What happens to your pension in divorce?

If you are facing a divorce, or the possibility of one, your pension should be a key consideration in any financial settlement.

Pensions are often one of the most valuable assets in a divorce, usually, second only to the family home (and sometimes, they are even more valuable). Pensions are key to consider during your divorce, whether you are a spouse with much more in pension assets than the other – or a lower earner and face a major loss of retirement income through divorce.

Can I protect my pension in divorce?

Depending on your position in the marriage, ‘protecting your pension’ may mean different things. If you have been the primary earner, you will most likely have the largest pension savings, so your goal may be to keep as much of these as possible.

On the other hand, if you have been the lower earner (or have not been earning), your pension savings may be significantly lower, if not non-existent. As a result, you should aim to secure enough pension assets in the divorce financial settlement to support you in later life.

There are a variety of different ways you can protect your pension through a divorce. These include but are not limited to…

  • Financial settlement orders
  • Pension offsetting
  • Negotiations
  • Pension sharing orders
  • Pension attachment orders

Can my spouse take half my pension during a divorce settlement?

During a divorce settlement, there is often a misconception that all assets will be split 50/50, but this is not the case. The court will attempt to achieve a fair financial division by considering factors such as the couple’s income, daily expenses, the needs of both parties, and the needs of any children involved.

As a result, pensions are frequently used to offset the value of other assets. If you wanted to keep your entire pension during a divorce, your partner might get a larger share of another asset.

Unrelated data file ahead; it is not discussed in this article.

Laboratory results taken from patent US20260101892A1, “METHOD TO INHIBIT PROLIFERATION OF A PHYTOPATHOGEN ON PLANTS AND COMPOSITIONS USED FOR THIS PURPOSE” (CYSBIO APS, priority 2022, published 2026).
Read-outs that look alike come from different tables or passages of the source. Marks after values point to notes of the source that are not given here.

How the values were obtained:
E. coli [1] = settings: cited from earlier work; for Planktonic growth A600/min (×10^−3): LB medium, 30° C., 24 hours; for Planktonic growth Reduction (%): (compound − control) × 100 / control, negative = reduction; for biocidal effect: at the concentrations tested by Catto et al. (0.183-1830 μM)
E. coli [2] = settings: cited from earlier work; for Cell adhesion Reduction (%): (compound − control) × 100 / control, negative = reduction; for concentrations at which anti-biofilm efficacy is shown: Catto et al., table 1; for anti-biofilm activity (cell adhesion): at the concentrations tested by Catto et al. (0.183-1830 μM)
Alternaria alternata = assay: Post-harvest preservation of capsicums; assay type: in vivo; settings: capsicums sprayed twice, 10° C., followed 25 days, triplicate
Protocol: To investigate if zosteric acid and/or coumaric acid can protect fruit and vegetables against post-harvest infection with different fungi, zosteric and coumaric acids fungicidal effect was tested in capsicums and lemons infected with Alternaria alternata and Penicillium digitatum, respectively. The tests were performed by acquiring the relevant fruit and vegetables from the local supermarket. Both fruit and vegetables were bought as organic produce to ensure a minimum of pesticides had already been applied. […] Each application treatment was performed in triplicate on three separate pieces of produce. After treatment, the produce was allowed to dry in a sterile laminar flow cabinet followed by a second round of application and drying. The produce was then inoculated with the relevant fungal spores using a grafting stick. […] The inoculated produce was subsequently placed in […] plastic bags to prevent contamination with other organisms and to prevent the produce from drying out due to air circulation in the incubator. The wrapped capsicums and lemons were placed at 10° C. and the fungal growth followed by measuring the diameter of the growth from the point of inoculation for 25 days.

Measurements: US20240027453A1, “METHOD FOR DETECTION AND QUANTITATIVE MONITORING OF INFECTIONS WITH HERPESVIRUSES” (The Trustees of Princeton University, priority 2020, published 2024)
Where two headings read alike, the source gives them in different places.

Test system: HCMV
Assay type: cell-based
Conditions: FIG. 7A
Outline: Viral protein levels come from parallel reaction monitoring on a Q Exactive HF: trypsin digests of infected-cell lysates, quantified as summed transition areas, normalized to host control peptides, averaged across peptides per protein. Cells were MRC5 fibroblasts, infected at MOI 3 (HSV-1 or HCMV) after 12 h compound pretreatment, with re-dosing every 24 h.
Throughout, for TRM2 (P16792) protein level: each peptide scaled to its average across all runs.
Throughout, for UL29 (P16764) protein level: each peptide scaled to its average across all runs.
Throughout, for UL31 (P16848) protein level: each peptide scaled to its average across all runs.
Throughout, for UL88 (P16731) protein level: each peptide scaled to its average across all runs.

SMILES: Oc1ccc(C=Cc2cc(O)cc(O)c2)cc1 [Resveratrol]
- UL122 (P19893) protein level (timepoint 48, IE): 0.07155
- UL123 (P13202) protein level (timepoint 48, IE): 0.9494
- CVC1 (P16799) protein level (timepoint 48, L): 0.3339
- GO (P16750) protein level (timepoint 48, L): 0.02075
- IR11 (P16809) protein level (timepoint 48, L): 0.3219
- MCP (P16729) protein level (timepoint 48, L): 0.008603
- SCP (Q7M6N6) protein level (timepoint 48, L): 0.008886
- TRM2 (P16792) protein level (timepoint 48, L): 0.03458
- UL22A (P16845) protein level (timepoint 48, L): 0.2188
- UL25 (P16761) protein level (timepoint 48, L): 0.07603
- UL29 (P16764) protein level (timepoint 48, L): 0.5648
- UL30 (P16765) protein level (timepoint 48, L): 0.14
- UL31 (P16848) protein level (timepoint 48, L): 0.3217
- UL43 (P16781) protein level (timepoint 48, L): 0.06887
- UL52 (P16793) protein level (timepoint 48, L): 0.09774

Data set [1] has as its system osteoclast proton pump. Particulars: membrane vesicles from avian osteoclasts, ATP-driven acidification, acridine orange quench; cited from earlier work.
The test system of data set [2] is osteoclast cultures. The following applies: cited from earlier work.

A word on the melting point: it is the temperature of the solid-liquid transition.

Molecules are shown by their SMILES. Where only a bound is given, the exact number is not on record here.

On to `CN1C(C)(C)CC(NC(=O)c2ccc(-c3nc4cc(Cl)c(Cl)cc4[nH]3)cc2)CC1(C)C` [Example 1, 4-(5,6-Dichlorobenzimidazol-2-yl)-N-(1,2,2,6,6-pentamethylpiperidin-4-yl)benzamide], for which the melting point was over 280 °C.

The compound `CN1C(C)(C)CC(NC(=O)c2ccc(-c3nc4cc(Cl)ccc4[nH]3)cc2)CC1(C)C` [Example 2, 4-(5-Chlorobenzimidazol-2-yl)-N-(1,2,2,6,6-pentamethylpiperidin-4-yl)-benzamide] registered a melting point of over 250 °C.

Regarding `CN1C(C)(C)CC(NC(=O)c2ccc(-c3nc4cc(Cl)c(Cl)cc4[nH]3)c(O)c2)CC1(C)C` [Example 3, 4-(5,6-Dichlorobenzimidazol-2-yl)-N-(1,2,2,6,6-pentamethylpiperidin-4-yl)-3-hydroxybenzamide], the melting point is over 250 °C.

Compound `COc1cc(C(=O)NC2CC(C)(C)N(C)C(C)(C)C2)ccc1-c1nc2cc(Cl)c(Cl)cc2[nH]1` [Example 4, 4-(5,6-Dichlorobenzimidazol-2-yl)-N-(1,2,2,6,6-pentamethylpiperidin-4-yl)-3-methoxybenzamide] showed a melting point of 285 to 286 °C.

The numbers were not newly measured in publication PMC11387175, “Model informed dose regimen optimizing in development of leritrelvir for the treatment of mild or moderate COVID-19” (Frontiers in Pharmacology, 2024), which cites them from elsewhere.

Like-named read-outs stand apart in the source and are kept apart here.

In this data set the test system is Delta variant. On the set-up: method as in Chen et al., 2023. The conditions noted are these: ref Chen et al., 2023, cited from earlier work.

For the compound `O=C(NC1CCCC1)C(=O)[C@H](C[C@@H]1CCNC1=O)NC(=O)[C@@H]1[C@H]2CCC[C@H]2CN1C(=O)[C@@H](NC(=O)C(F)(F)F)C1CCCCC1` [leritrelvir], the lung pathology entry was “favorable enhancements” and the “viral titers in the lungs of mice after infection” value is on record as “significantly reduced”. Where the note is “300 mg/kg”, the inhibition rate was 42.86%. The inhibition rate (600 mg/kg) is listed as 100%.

Divorce and pension sharing

It is important to ensure that any divorce agreement addresses the division of pensions, as a court will look to take all pensions into account in its calculations and will assess all the assets of the marriage and try to divide them on a fair basis.

If the court decides that a pension must be shared, it will usually be required to be transferred to a new personal pension arrangement in the name of the person to whom it has been assigned to and will then be invested appropriately.


In order to do this the new pensions scheme requires sight of certain court documents before the funds will be accepted, it is this process that generally requires a financial adviser.

Veracity Financial Planning offer expert advice of monetary management during divorce proceedings. Contact our financial experts today to find out more.

ABOUT THE AUTHOR

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Woody Snapper

Woody works with individuals and business' looking for corporate finance, high net worth mortgages, complex loans, bridging loans and development finance.

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